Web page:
Tessa Waugh meets one of Britain’s most distinguished figurative sculptors.

‘I work all the time,’ declares James Butler MBE, RA, RWA, FRBS. ‘Every day, I go into the studio in the morning and set about things. I don’t know any other way to live.’

At 86, Mr Butler is one of Britain’s most distinguished figurative sculptors, with the infectious enthusiasm of a much younger man and an output of work stretching across 60-plus years.

Since 1972, when he was commissioned to sculpt a statue of the then Kenyan president, Jomo Kenyatta, which now stands in the centre of Nairobi, Mr Butler has continued to create important works of art that grace public places all over Britain and the world.

Working principally in clay, which is then cast in bronze, his subjects have included William Shakespeare, Bob Dylan, Field-Marshal Harold Alexander, Lt-Gen Sir John Moore, Richard III, The Queen Mother and Dame Joan Sutherland.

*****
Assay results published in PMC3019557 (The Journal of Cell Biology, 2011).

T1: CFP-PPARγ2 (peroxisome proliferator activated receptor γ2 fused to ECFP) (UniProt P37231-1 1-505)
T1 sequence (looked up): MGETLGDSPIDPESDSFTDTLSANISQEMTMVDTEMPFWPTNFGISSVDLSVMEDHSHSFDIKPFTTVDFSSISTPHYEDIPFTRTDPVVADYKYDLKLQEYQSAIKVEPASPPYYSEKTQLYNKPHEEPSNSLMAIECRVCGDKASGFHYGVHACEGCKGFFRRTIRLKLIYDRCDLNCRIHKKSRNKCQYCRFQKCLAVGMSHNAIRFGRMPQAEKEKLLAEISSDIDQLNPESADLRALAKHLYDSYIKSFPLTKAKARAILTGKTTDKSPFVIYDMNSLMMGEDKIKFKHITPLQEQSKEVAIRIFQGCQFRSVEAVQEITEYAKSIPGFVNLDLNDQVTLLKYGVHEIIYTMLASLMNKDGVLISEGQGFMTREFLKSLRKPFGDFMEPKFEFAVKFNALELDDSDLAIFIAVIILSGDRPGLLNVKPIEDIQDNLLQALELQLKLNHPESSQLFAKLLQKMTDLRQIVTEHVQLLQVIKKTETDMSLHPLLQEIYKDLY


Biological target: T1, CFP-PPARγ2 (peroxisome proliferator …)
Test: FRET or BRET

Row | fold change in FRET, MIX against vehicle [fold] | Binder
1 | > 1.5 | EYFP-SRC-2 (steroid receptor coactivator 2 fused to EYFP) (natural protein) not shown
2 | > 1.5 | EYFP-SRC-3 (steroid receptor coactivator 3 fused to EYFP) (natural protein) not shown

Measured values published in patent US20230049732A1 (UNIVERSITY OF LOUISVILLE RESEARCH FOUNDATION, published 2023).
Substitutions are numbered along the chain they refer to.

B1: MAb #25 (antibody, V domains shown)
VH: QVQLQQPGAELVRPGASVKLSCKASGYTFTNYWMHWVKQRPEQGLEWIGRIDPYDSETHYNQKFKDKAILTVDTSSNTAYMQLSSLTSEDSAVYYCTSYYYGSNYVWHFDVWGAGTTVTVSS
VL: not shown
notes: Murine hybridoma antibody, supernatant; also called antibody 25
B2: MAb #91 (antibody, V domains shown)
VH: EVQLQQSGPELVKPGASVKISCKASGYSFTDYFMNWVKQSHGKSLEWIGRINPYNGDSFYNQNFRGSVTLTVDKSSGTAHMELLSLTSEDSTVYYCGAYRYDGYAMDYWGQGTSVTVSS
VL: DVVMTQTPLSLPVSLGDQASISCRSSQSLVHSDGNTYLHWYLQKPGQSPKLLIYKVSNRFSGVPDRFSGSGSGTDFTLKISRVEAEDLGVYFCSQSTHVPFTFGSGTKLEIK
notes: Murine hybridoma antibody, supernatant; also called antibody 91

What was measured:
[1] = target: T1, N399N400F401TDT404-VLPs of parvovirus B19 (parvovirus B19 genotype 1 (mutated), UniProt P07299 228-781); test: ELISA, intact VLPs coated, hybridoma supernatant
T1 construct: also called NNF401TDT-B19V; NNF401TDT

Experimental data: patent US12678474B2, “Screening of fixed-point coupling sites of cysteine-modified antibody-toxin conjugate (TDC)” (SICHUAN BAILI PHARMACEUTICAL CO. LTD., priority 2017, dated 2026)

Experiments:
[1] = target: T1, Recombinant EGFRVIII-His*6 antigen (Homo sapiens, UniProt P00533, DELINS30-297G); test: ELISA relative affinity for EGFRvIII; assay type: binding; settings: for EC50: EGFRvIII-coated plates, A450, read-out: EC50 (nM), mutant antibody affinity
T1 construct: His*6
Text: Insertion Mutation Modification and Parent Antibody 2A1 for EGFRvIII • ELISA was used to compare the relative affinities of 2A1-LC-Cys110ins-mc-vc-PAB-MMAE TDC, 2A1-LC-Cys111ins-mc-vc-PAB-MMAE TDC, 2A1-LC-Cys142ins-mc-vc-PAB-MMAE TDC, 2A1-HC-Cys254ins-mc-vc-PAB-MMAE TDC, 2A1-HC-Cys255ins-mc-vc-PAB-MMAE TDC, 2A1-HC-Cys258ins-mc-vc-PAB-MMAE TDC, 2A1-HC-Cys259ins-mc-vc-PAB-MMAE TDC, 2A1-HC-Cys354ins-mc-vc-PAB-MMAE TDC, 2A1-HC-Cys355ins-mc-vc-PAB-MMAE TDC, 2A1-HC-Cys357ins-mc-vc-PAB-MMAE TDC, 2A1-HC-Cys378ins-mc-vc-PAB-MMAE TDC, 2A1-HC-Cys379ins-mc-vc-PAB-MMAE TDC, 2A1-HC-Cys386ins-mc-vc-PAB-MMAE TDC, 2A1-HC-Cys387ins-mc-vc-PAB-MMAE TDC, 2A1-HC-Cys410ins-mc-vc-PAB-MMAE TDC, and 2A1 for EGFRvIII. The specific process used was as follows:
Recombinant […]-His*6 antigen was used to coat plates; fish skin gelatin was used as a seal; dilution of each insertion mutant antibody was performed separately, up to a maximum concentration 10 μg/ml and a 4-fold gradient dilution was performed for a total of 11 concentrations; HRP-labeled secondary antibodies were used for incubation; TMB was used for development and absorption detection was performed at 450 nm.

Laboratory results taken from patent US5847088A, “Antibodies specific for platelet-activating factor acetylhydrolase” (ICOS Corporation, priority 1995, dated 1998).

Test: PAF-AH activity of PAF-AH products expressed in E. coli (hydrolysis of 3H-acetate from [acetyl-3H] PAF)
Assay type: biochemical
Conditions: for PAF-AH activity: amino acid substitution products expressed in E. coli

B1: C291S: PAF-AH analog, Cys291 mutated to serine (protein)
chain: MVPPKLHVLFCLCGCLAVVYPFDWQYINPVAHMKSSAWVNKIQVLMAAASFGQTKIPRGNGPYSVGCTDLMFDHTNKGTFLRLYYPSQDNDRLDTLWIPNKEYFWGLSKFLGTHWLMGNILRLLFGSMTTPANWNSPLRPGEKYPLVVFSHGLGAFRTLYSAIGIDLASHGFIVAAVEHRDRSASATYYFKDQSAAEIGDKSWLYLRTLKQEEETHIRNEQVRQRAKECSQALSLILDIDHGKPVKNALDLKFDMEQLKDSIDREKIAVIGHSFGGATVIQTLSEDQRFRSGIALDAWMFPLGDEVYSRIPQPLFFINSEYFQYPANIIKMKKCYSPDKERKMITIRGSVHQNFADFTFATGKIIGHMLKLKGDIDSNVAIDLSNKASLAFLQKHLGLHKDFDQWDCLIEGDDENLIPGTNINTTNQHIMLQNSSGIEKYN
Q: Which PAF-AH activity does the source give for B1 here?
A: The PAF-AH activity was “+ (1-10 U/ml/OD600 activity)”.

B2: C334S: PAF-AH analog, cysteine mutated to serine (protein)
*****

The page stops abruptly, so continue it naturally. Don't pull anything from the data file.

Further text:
He’s currently crafting a companion piece for his Rainbow Division memorial at Croix Rouge Farm in France. The poignant First World War memorial portrays an American soldier carrying his fallen comrade: ‘When I was modelling it, the figure of the American soldier took on the mantle of an angel and I began to feel very spiritual about it, which was quite spooky, because I’m not particularly religious. It was as if the sculpture took on a life of its own.’

The volume of sculptures that Mr Butler has produced is quite staggering. ‘I’ve never counted, but we’re talking about hundreds of works,’ he cheerfully admits. When asked which one he’d rescue from a burning room, the artist replies: ‘A lifesized statue of my daughter, Saskia, dressed in her tutu.’